Published September 29, 2011
Recent efforts to coax New Jersey Gov. Chris Christie into running for president are the latest example of continuing dissatisfaction among some Republican insiders with the existing GOP presidential field.
"Unhappy with field, GOP courts Christie," reports MSNBC.
Bill Kristol, editor of the Weekly Standard, called Herman Cain's victory in Saturday's Florida GOP straw poll "a vote of no confidence" in frontrunners Rick Perry and Mitt Romney. "These are very weak frontrunners," Kristol said, urging Christie to enter the race as he had earlier hoped that Mitch Daniels and Paul Ryan would run.
John Heilemann, author of the '08 campaign bestseller "Game Change," says the feeling is particularly strong among top Republican donors. "There's no doubt that there is a clamor in a lot of the Republican donor class, in this city [New York] and other cities right now, for Chris Christie," Heilemann said Tuesday. "It's deafening."
There's no doubt the talk is accurate. Some Republican elites, not just members of the commentariat but also big GOP money men, are in fact unhappy with the field. But what about the voters? Is dissatisfaction with the Republican field widespread among the people who will actually decide the next GOP presidential nominee?
Not really. "I do not know of any widespread unhappiness," says pollster Scott Rasmussen. "Our polling shows that the vast majority of Republicans still are not certain how they would vote, but that's a sign that it's still very early in the process, not a sign of unhappiness."
"I'm not sure I've seen any," says Republican pollster David Winston. "There is this sense that since we haven't gotten to a clear, decisive winner, then that means there must be dissatisfaction. But it could mean that people are still thinking it through."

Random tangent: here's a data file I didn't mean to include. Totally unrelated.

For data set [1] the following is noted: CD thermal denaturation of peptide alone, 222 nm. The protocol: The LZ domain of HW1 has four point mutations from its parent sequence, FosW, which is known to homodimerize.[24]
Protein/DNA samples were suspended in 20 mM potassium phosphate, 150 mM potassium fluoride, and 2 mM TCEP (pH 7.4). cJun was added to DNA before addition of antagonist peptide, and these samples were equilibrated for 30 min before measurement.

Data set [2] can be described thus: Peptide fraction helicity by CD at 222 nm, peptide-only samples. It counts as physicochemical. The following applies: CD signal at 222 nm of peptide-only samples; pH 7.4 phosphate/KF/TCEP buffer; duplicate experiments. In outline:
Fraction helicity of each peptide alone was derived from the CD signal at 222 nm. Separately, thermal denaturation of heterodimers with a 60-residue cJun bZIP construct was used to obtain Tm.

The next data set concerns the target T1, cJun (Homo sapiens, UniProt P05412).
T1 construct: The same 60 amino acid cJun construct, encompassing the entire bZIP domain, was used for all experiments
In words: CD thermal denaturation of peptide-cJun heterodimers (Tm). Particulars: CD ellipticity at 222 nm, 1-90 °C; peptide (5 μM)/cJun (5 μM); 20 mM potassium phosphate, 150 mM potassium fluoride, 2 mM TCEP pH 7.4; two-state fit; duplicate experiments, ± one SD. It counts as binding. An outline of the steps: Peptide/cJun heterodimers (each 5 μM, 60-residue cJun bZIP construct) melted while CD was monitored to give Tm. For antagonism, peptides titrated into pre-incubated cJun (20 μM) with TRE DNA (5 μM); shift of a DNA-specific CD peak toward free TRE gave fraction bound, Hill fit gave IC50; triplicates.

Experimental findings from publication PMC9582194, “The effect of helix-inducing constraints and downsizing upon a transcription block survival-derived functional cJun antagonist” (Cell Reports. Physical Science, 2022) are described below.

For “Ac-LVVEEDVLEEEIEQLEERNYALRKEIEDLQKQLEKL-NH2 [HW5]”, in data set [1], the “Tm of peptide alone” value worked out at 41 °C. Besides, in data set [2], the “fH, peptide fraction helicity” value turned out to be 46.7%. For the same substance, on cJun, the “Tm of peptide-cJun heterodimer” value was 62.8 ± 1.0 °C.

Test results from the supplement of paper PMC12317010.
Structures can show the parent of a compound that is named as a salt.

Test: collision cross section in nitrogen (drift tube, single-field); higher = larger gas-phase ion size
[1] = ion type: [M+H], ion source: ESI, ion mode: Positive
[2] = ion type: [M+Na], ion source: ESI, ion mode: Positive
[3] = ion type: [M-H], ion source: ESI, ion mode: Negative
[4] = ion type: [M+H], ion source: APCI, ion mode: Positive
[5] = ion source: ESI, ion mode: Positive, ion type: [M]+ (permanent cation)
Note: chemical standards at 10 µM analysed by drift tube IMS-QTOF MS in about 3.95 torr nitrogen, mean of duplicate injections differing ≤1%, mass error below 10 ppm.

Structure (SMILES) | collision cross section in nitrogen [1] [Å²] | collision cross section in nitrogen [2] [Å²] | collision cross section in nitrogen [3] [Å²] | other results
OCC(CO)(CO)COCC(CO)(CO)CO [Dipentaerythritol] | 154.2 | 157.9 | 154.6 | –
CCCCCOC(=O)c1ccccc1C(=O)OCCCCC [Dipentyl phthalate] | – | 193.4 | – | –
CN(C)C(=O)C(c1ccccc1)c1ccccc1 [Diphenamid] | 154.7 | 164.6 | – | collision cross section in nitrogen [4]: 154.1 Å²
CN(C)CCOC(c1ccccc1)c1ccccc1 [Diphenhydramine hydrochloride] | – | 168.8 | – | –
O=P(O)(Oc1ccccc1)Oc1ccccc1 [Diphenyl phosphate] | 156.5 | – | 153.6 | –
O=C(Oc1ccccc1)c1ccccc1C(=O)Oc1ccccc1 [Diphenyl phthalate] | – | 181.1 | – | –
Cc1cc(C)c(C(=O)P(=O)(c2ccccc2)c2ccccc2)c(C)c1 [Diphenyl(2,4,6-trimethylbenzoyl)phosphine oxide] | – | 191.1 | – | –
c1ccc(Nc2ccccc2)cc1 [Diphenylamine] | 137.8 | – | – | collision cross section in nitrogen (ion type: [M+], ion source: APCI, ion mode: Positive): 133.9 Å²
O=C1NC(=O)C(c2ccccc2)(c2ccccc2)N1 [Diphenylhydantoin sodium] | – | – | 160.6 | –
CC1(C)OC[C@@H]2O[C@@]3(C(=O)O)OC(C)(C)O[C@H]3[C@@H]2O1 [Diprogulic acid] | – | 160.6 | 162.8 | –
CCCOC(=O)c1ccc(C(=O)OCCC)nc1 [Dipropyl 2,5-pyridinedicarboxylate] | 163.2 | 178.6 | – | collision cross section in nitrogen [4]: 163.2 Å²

Anecdotal impressions support what the pollsters say. I have been in Iowa, South Carolina, and Florida in recent weeks and talked with a lot of voters. While a few are unhappy with their choices -- there are always some voters who feel that way -- there just does not seem to be much overall dissatisfaction with the field. Voters realize there is no perfect candidate in the race -- that might be an understatement this time around -- but that doesn't mean they believe there is some perfect candidate out there over the horizon, waiting to enter the race.
State-level polling also does not suggest that dissatisfaction is widespread among Republican voters. A recent Suffolk University poll of New Hampshire voters found that 68 percent say they are very satisfied or somewhat satisfied with the field, while 30 percent say they are very dissatisfied or somewhat dissatisfied. Breaking down those numbers, 16 percent say they are very satisfied and 52 percent say they are somewhat satisfied with the field. Among dissatisfied voters, 19 percent say they are somewhat dissatisfied, while 11 percent say they are very dissatisfied. Rasmussen says that 11 percent -- the number of people who are most intensely unhappy -- is a very, very small number.
"I am somewhat irritated with the desire to pick a winner now," says Rasmussen. "Most voters still have the quaint notion that the election will be held in 2012, not 2011…My view of the GOP race is that Romney has won the establishment semi-finals by beating Pawlenty and Huntsman. Now, the outsider candidate has to be selected. GOP voters would prefer to vote for an outsider, but want to make sure it's the right outsider, and no one has closed that sale yet. Establishment Republicans (and some Democrats) seem puzzled that GOP voters aren't flocking to Romney, and that's probably causing some of the stories you're hearing about."
The bottom line, then, is that there is a difference between an electorate that is undecided and an electorate that is unhappy with its choices. It may turn out that GOP voters would welcome a new candidate -- few voters will ever tell a pollster that they don't want any more choices -- but that does not mean they are dissatisfied with what they have now. The much-discussed dissatisfaction, such as it is, is concentrated among Republican party insiders, not voters.
Byron York is a Fox News contributor and chief political correspondent for The Washington Examiner.com.